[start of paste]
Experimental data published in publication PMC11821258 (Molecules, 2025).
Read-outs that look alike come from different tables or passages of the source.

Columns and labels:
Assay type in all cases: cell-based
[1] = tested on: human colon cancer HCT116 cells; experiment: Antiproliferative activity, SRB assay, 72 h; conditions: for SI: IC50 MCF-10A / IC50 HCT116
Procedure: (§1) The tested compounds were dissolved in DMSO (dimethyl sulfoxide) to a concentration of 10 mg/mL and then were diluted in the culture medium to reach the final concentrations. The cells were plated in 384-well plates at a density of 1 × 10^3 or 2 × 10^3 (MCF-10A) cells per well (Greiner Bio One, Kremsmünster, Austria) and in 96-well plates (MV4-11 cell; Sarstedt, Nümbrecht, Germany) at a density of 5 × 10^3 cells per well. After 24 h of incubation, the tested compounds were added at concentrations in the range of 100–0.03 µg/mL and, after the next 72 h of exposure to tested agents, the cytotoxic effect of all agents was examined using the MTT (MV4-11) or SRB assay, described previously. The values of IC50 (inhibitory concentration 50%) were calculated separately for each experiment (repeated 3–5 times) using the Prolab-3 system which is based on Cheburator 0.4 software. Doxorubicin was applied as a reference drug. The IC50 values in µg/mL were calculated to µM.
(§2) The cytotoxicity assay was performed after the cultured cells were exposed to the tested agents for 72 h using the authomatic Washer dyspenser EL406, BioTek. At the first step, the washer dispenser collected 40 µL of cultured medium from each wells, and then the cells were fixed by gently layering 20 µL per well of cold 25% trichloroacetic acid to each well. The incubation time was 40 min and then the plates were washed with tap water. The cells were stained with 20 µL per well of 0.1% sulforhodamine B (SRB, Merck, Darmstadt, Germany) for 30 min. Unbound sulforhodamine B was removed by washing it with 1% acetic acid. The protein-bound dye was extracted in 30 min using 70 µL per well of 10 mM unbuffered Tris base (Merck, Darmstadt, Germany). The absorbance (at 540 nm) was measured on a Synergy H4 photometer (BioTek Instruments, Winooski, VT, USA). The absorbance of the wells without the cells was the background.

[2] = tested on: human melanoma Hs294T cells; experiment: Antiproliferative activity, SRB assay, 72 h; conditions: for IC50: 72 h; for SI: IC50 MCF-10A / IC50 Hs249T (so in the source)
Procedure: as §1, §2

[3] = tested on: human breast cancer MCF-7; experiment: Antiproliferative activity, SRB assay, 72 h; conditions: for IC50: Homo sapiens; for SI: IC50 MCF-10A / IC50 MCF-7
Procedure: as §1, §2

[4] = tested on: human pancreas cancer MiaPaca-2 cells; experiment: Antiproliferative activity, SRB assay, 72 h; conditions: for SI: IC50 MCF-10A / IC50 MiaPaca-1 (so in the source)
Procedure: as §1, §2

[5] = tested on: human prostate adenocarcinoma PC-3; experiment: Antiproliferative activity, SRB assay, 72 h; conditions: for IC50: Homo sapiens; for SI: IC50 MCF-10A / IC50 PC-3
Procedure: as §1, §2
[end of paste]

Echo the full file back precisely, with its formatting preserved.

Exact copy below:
Experimental data published in publication PMC11821258 (Molecules, 2025).
Read-outs that look alike come from different tables or passages of the source.

Columns and labels:
Assay type in all cases: cell-based
[1] = tested on: human colon cancer HCT116 cells; experiment: Antiproliferative activity, SRB assay, 72 h; conditions: for SI: IC50 MCF-10A / IC50 HCT116
Procedure: (§1) The tested compounds were dissolved in DMSO (dimethyl sulfoxide) to a concentration of 10 mg/mL and then were diluted in the culture medium to reach the final concentrations. The cells were plated in 384-well plates at a density of 1 × 10^3 or 2 × 10^3 (MCF-10A) cells per well (Greiner Bio One, Kremsmünster, Austria) and in 96-well plates (MV4-11 cell; Sarstedt, Nümbrecht, Germany) at a density of 5 × 10^3 cells per well. After 24 h of incubation, the tested compounds were added at concentrations in the range of 100–0.03 µg/mL and, after the next 72 h of exposure to tested agents, the cytotoxic effect of all agents was examined using the MTT (MV4-11) or SRB assay, described previously. The values of IC50 (inhibitory concentration 50%) were calculated separately for each experiment (repeated 3–5 times) using the Prolab-3 system which is based on Cheburator 0.4 software. Doxorubicin was applied as a reference drug. The IC50 values in µg/mL were calculated to µM.
(§2) The cytotoxicity assay was performed after the cultured cells were exposed to the tested agents for 72 h using the authomatic Washer dyspenser EL406, BioTek. At the first step, the washer dispenser collected 40 µL of cultured medium from each wells, and then the cells were fixed by gently layering 20 µL per well of cold 25% trichloroacetic acid to each well. The incubation time was 40 min and then the plates were washed with tap water. The cells were stained with 20 µL per well of 0.1% sulforhodamine B (SRB, Merck, Darmstadt, Germany) for 30 min. Unbound sulforhodamine B was removed by washing it with 1% acetic acid. The protein-bound dye was extracted in 30 min using 70 µL per well of 10 mM unbuffered Tris base (Merck, Darmstadt, Germany). The absorbance (at 540 nm) was measured on a Synergy H4 photometer (BioTek Instruments, Winooski, VT, USA). The absorbance of the wells without the cells was the background.

[2] = tested on: human melanoma Hs294T cells; experiment: Antiproliferative activity, SRB assay, 72 h; conditions: for IC50: 72 h; for SI: IC50 MCF-10A / IC50 Hs249T (so in the source)
Procedure: as §1, §2

[3] = tested on: human breast cancer MCF-7; experiment: Antiproliferative activity, SRB assay, 72 h; conditions: for IC50: Homo sapiens; for SI: IC50 MCF-10A / IC50 MCF-7
Procedure: as §1, §2

[4] = tested on: human pancreas cancer MiaPaca-2 cells; experiment: Antiproliferative activity, SRB assay, 72 h; conditions: for SI: IC50 MCF-10A / IC50 MiaPaca-1 (so in the source)
Procedure: as §1, §2

[5] = tested on: human prostate adenocarcinoma PC-3; experiment: Antiproliferative activity, SRB assay, 72 h; conditions: for IC50: Homo sapiens; for SI: IC50 MCF-10A / IC50 PC-3
Procedure: as §1, §2